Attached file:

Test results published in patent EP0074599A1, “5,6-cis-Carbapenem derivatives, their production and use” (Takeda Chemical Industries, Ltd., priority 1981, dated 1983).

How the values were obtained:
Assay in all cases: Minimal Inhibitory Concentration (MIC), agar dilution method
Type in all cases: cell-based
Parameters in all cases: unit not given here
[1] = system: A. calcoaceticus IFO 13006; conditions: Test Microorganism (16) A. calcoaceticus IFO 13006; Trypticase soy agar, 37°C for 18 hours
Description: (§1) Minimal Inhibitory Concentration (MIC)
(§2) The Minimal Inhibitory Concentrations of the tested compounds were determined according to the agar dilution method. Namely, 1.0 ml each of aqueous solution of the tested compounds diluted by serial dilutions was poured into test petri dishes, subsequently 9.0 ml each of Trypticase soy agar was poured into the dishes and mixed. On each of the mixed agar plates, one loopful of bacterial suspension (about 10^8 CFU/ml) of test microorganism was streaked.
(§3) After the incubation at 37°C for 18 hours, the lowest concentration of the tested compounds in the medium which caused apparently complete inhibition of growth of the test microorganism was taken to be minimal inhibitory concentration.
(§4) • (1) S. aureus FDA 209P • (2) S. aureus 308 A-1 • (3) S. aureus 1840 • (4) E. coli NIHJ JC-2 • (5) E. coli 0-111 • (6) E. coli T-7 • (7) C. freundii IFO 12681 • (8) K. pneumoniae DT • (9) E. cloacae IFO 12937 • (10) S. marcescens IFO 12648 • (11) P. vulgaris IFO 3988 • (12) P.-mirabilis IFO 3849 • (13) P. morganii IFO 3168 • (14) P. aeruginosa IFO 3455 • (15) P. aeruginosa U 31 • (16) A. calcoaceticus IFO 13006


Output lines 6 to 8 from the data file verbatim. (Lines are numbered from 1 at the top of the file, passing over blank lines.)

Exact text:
[1] = system: A. calcoaceticus IFO 13006; conditions: Test Microorganism (16) A. calcoaceticus IFO 13006; Trypticase soy agar, 37°C for 18 hours
Description: (§1) Minimal Inhibitory Concentration (MIC)
(§2) The Minimal Inhibitory Concentrations of the tested compounds were determined according to the agar dilution method. Namely, 1.0 ml each of aqueous solution of the tested compounds diluted by serial dilutions was poured into test petri dishes, subsequently 9.0 ml each of Trypticase soy agar was poured into the dishes and mixed. On each of the mixed agar plates, one loopful of bacterial suspension (about 10^8 CFU/ml) of test microorganism was streaked.